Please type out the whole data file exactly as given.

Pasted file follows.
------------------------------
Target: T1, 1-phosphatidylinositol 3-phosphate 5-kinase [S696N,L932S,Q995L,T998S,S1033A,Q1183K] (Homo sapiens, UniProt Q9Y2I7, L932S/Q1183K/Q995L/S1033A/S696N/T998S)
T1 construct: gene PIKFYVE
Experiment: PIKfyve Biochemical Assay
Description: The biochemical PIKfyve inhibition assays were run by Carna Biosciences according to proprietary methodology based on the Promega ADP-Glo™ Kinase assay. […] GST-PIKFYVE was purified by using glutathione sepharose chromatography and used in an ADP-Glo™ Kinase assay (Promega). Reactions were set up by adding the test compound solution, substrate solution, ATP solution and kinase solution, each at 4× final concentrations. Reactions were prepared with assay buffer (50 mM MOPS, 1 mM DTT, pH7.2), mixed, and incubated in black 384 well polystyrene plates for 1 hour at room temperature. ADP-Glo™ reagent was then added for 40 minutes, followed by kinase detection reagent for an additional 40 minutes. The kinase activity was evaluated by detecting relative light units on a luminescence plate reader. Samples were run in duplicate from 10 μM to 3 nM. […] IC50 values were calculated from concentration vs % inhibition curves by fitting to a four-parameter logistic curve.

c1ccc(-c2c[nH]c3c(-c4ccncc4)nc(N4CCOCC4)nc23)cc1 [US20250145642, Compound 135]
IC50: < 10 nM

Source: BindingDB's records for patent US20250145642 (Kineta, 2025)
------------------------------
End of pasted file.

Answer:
Target: T1, 1-phosphatidylinositol 3-phosphate 5-kinase [S696N,L932S,Q995L,T998S,S1033A,Q1183K] (Homo sapiens, UniProt Q9Y2I7, L932S/Q1183K/Q995L/S1033A/S696N/T998S)
T1 construct: gene PIKFYVE
Experiment: PIKfyve Biochemical Assay
Description: The biochemical PIKfyve inhibition assays were run by Carna Biosciences according to proprietary methodology based on the Promega ADP-Glo™ Kinase assay. […] GST-PIKFYVE was purified by using glutathione sepharose chromatography and used in an ADP-Glo™ Kinase assay (Promega). Reactions were set up by adding the test compound solution, substrate solution, ATP solution and kinase solution, each at 4× final concentrations. Reactions were prepared with assay buffer (50 mM MOPS, 1 mM DTT, pH7.2), mixed, and incubated in black 384 well polystyrene plates for 1 hour at room temperature. ADP-Glo™ reagent was then added for 40 minutes, followed by kinase detection reagent for an additional 40 minutes. The kinase activity was evaluated by detecting relative light units on a luminescence plate reader. Samples were run in duplicate from 10 μM to 3 nM. […] IC50 values were calculated from concentration vs % inhibition curves by fitting to a four-parameter logistic curve.

c1ccc(-c2c[nH]c3c(-c4ccncc4)nc(N4CCOCC4)nc23)cc1 [US20250145642, Compound 135]
IC50: < 10 nM

Source: BindingDB's records for patent US20250145642 (Kineta, 2025)